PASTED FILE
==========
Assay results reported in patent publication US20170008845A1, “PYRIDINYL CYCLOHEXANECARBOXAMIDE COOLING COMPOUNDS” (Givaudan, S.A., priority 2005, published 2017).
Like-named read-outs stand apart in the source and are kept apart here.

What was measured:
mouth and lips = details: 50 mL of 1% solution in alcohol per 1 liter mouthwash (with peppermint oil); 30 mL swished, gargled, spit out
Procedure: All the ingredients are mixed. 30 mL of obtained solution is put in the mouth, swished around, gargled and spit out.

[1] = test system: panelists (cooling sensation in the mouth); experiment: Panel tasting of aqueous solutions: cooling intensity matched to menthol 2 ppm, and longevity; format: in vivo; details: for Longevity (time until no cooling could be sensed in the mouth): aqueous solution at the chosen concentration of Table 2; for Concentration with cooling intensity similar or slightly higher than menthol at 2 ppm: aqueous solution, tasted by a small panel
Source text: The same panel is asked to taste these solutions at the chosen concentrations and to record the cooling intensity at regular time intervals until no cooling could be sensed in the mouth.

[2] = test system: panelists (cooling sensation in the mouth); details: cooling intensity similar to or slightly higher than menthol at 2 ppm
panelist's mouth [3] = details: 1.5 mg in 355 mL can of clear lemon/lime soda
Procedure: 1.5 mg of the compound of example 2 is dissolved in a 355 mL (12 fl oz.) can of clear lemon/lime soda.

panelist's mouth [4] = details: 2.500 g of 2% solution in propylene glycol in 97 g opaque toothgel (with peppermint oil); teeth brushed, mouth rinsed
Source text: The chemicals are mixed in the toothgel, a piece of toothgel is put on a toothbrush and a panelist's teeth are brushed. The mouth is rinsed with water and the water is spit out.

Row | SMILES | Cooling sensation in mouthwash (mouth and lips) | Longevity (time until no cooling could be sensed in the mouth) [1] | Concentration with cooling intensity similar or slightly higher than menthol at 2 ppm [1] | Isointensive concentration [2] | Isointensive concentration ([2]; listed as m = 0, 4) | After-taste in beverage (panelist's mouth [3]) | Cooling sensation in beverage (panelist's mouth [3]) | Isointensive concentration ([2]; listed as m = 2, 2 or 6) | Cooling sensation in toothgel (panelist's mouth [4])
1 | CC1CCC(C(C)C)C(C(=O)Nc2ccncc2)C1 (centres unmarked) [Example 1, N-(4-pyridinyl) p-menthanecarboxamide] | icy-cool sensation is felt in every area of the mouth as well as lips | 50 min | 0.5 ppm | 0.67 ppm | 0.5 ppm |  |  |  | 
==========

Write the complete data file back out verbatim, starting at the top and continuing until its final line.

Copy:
Assay results reported in patent publication US20170008845A1, “PYRIDINYL CYCLOHEXANECARBOXAMIDE COOLING COMPOUNDS” (Givaudan, S.A., priority 2005, published 2017).
Like-named read-outs stand apart in the source and are kept apart here.

What was measured:
mouth and lips = details: 50 mL of 1% solution in alcohol per 1 liter mouthwash (with peppermint oil); 30 mL swished, gargled, spit out
Procedure: All the ingredients are mixed. 30 mL of obtained solution is put in the mouth, swished around, gargled and spit out.

[1] = test system: panelists (cooling sensation in the mouth); experiment: Panel tasting of aqueous solutions: cooling intensity matched to menthol 2 ppm, and longevity; format: in vivo; details: for Longevity (time until no cooling could be sensed in the mouth): aqueous solution at the chosen concentration of Table 2; for Concentration with cooling intensity similar or slightly higher than menthol at 2 ppm: aqueous solution, tasted by a small panel
Source text: The same panel is asked to taste these solutions at the chosen concentrations and to record the cooling intensity at regular time intervals until no cooling could be sensed in the mouth.

[2] = test system: panelists (cooling sensation in the mouth); details: cooling intensity similar to or slightly higher than menthol at 2 ppm
panelist's mouth [3] = details: 1.5 mg in 355 mL can of clear lemon/lime soda
Procedure: 1.5 mg of the compound of example 2 is dissolved in a 355 mL (12 fl oz.) can of clear lemon/lime soda.

panelist's mouth [4] = details: 2.500 g of 2% solution in propylene glycol in 97 g opaque toothgel (with peppermint oil); teeth brushed, mouth rinsed
Source text: The chemicals are mixed in the toothgel, a piece of toothgel is put on a toothbrush and a panelist's teeth are brushed. The mouth is rinsed with water and the water is spit out.

Row | SMILES | Cooling sensation in mouthwash (mouth and lips) | Longevity (time until no cooling could be sensed in the mouth) [1] | Concentration with cooling intensity similar or slightly higher than menthol at 2 ppm [1] | Isointensive concentration [2] | Isointensive concentration ([2]; listed as m = 0, 4) | After-taste in beverage (panelist's mouth [3]) | Cooling sensation in beverage (panelist's mouth [3]) | Isointensive concentration ([2]; listed as m = 2, 2 or 6) | Cooling sensation in toothgel (panelist's mouth [4])
1 | CC1CCC(C(C)C)C(C(=O)Nc2ccncc2)C1 (centres unmarked) [Example 1, N-(4-pyridinyl) p-menthanecarboxamide] | icy-cool sensation is felt in every area of the mouth as well as lips | 50 min | 0.5 ppm | 0.67 ppm | 0.5 ppm |  |  |  | 